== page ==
Net Amount Due

$135, 399.60

Interest continues to accrue at the per diem rate of $28.40 as of April 18, 2014. Plaintiff filed this lawsuit in pursuit of full satisfaction of the debt alleged.

III. DISCUSSION

Defendants concede their liability under the applicable Loan Documents and do not challenge the amount of damages sought by Plaintiff. In the absence of any contested issues of material fact or any matter of law, summary judgment in favor of Plaintiffs is appropriate.

Defendants’ only defense to this litigation is that the Court lacks subject matter jurisdiction over the claims asserted by Plaintiff. Defendant contends that Plaintiff failed properly to plea facts sufficient to establish diversity jurisdiction and, therefore, that Plaintiffs motion for summary judgment should be dismissed. This argument lacks merit Upon filing this case, Plaintiff asserted that the Court has jurisdiction to hear the matter pursuant to 28 U.S.C. § 1332(a)(1) because the Plaintiff, as a citizen of South Carolina, is diverse from the two Georgia Defendants. Diversity jurisdiction exists where the parties to the action are citizens of different states and the amount in controversy exceeds $75, 000, exclusive of interest and costs. 28 U.S.C. § 1332(a)(1). “Diversity jurisdiction requires complete diversity; every plaintiff must be diverse from every defendant.” Triggs v. John Crump Toyota, Inc. , 154 F.3d 1284, 1287 (11th Cir. 1998).

Defendant argues that Plaintiff did not adequately plea that the parties are citizens of different states, claiming that Plaintiff did not state any facts or point to any provision of the bank’s articles of association that identify Plaintiff’s home state for jurisdictional purposes. While state banks typically are chartered by a particular state, national banks are not; rather they are corporate entities chartered by the Comptroller of the Currency of the U.S. Treasury. Wachovia Bank, NA v. Schmidt, 546 U.S. 303, 306 (2006). Accordingly, when determining whether a court has diversity jurisdiction, Congress has provided that a national banking association such as Plaintiff is deemed to be a citizen of the state where it is “located.” Id. (citing 28 U.S.C. § 1348); see also Arthur v. JP Morgan Chase Bank, NA , 2014 U.S. App. LEXIS 11058, * 9 (11th Cir. Jun. 13, 2014). For the purposes of § 1348, it is well settled that a national bank is a citizen of the State in which its main office is located. Wachovia , 546 at 307.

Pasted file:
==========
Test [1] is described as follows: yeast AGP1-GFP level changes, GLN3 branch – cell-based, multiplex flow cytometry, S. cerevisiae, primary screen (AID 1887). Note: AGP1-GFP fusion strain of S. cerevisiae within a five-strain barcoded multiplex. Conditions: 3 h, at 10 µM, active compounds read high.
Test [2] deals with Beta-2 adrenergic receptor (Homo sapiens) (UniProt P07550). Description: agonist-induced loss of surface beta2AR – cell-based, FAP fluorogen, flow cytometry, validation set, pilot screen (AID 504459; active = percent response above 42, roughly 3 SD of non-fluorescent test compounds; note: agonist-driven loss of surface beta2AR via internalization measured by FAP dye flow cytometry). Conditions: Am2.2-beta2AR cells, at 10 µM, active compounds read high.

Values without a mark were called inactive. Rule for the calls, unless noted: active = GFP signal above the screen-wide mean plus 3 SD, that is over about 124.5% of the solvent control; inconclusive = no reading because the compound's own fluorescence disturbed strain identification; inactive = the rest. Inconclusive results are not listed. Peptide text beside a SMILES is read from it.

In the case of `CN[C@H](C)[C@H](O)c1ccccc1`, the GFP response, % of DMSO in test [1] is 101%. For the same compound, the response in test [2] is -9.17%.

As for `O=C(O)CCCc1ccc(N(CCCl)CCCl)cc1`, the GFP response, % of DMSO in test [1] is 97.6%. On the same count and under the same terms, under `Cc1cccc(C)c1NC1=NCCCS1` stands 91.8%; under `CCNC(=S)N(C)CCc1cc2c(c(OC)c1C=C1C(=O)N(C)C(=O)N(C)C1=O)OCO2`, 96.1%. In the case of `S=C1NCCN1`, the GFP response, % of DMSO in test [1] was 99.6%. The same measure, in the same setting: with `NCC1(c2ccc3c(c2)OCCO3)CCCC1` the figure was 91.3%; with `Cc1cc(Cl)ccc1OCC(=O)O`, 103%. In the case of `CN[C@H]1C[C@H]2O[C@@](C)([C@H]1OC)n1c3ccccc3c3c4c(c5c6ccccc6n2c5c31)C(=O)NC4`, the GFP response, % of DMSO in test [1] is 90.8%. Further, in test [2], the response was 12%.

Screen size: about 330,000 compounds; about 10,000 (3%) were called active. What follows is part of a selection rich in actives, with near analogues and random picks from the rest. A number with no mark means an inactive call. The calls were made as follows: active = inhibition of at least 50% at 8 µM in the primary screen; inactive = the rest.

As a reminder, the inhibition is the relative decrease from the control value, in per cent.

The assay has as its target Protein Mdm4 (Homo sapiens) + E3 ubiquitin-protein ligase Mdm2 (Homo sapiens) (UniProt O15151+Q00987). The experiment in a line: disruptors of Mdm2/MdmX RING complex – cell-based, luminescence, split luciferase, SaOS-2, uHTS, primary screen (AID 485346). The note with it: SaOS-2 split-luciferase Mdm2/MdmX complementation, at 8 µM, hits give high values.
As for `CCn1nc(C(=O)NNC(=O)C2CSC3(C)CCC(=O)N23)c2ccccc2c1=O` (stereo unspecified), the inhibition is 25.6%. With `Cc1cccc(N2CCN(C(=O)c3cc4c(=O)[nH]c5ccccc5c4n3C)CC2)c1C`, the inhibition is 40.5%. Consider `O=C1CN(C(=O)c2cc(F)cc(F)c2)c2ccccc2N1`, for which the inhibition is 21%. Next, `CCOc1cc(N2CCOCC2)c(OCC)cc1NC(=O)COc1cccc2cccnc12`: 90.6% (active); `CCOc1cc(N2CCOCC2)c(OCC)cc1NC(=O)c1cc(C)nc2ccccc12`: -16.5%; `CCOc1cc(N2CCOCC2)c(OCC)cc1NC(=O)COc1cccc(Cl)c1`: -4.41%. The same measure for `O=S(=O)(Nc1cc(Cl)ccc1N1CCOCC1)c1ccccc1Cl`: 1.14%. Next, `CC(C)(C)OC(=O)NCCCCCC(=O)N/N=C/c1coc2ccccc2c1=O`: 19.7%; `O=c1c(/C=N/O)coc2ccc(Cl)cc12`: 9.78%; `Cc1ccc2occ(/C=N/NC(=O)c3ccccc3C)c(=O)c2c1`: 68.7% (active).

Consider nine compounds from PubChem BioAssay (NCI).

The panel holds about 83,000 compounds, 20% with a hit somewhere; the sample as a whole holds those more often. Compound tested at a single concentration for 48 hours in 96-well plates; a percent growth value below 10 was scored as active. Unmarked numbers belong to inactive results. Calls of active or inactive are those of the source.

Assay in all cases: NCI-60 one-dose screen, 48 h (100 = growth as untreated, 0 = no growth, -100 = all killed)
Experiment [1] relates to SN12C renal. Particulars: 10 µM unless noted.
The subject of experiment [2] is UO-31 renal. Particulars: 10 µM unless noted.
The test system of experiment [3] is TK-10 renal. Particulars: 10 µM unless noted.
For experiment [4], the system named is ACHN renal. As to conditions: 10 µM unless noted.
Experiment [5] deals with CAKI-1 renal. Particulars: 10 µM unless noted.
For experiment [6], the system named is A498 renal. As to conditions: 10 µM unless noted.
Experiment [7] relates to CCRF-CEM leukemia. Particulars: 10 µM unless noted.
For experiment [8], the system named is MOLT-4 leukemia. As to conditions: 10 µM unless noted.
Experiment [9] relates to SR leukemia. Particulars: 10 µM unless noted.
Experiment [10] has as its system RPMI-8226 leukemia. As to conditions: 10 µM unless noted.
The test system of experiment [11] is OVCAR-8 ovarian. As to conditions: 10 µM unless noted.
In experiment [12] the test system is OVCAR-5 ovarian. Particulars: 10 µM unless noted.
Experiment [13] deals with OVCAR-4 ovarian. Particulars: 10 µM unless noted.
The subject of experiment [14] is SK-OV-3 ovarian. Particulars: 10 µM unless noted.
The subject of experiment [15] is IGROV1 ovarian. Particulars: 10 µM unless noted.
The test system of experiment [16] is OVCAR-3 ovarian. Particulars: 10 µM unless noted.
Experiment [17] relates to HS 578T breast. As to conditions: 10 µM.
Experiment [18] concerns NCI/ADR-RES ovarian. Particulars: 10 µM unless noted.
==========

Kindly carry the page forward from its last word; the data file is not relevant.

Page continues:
The Court is satisfied that Plaintiff met its burden of identifying the citizenship of each party and finds that the Court has diversity jurisdiction over Plaintiff’s claims. Plaintiff clearly identified itself in the complaint as a national banking association with its principal place of business in South Carolina. In support of the pending motion, Plaintiff additionally attached the affidavit of Ray Persenaire, a Vice President of the bank who testified that “Certus Bank is a National Banking Association with its principal place of business located in South Carolina.” (Doc. 18-1, ¶ 3). While the affidavit of the bank officer was sufficient to establish Plaintiff’s citizenship, see Davidson v. Mortg. Elec. Registration Sys., 2012 U.S. Dist. LEXIS 186503, *6 (N.D.Ga. May 7, 2012) (citing Legg v. Wyeth , 428 F.3d 1317, 1322 (11th Cir. 2005), Plaintiff also attached to its reply brief a secondary affidavit of Plaintiff’s Corporate Secretary Thomas A. Simpson along with a copy of Plaintiff’s Articles of Association. These materials conclusively demonstrate that Plaintiff’s main office is located in South Carolina.

Defendants do not contest that they are citizens of Georgia as alleged in Plaintiff’s complaint. Accordingly, the Court finds that there is complete diversity and that the Court may properly exercise jurisdiction over the case.

IV. CONCLUSION

For the foregoing reasons, the Court grants Plaintiff’s Motion for Summary Judgment. (Doc. 18). The Clerk of Court is directed to enter judgment in favor of Plaintiff in the amount of $135, 399.60 as of April 18, 2014, plus additional interest, fees, attorney’s fees, costs and charges that have accrued under the terms of the Note and Georgia law from that date forward. Plaintiff is ordered to prepare and submit an itemization of accrued interest, fees and costs as provided for by the terms of the Note by September 24, 2014. Defendants shall have until October 1, 2014, to file any response. The Court shall delay entry of judgment in this matter until after a final determination of the appropriate amount of interest, fees and costs.

SO ORDERED.


Buy This Entire Record For $7.95

Official citation and/or docket number and footnotes (if any) for this case available with purchase.

Learn more about what you receive with purchase of this case.